We continue to provoke Russia with a missile shield in Poland.  We continue to talk of a second Cold War.  We continue to push for NATO expansion.  We continue to support Russian enemies as “fledgling democracies.”  Isn’t Russia a democracy, also?  The net effect of all of these policies is to estrange Russia and increase tensions.  We are moving farther from Russia when we could be moving closer.

I do not mean to sound like an alarmist.  World War III (or IV, if the Cold War counted) is not imminent.  But our foreign policy does not bode well for long-term peace.

Unfortunately, it is all but taboo to even question the status quo in foreign policy.  Differences between McCain and Obama with respect to Russia (and most countries, for that matter) are much more slight than mainstream media moguls would lead you to believe.



Filed under foreign policy, Libertarian, politics

5 responses to “2008 South Ossetian War

  1. There was some talk where the Russian President Putin offered a radar base as part of the missile defense shield. I’m not certain as to whether this was a true offer or not. Perhaps you could enlighten me on this subject.

    What happened when Bush “Looked into his soul” and saw a good man? It seems things have soured rather quickly with Russia, when it seemed relations were once promising.

    I know oil, and Russia’s new found wealth have much to do with diplomacy, but still I’m confused as to what’s really going on here….

  2. plato04

    Mormon Heretic,

    Certainly more is afoot here than is obvious at first glance. There is plenty of guilt and sinister motives to go around. When all things are revealed, perhaps we will see the whole story. Now, we only see fragments.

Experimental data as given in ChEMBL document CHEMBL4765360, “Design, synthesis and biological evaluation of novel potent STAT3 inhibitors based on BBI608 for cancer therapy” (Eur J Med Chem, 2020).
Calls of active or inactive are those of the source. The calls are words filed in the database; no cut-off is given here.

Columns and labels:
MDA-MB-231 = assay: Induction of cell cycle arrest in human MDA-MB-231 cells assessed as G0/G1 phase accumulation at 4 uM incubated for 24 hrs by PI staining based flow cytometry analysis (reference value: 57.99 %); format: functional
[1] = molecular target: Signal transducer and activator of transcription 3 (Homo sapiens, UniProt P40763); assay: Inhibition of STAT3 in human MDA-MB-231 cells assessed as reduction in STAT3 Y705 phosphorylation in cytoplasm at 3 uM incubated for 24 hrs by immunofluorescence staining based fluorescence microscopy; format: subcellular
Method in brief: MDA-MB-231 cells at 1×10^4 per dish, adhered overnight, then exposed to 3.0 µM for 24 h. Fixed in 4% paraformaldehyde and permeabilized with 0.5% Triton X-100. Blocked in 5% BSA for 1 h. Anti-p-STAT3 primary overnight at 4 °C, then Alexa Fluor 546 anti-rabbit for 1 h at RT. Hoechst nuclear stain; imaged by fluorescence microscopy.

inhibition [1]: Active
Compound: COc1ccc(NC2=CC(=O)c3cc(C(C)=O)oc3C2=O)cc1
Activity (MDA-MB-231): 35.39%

As much as I lament the American corporatism (big government allied with big business, supported by both mainstream presidential candidates) so prevalent today, Russian corporatism is similarly ugly and perhaps more so.

    I still find myself strangely sympathetic to Russia’s plight. Would I feel comfortable if China started training the Mexican military and supplying them with weapons? I have a hard time sympathizing with our arrogant American imperialism and backdoor dealings. No one even thinks to question taking NATO to Russia’s borders, for instance.

    Regarding the Russian radar base in Cuba, here’s an interesting story. It sounds like the type of thing I wish America would do:


    This is certainly a time of wars and rumors of wars.

  3. I may be getting my details wrong, but I thought that radar base was somewhere in Russia. As I recall, it would help detect an Iranian missile, if launched against Israel, or some other anti-Russian or Anti-European target.

    It seems that Putin was merely posturing, but perhaps Bush was just posturing too. Bush did say the Russians should not fear the missile shield, and at the time, terrorism was a much hotter issue than the South Ossetian war.

    It seems corporate greed is bad in both America and Russia, but I can’t blame everything on the corporations….

  4. plato04

    Perhaps you are referring to this situation (with all the radar bases, who can keep track?):


    I’m not sure greed is really the fundmental problem. Greed is an ancient vice. I would rank theft, adultery, and murder (among others) higher than greed in seriousness on my list of sins.

    I’m more concerned about subsidized greed, where certain individuals, groups, or organizations receive government benefits, subsidies, kickbacks, favors, etc., while the rest of us are wondering where our piece of the pie is, or why they’re taking our piece in the first place.

  5. Yes, that article describes what I was thinking of. Perhaps I’m hallucinating, but it seems like there was talk one time of Russia participating with NATO. Bush has long sought to alleviate Russia’s fears of NATO. It seems in the Yeltsin years, things were more cozy than they are now. I must say I liked how things were going in the 90’s with US-Russia relations, and I’m not sure I understand why there has been a change.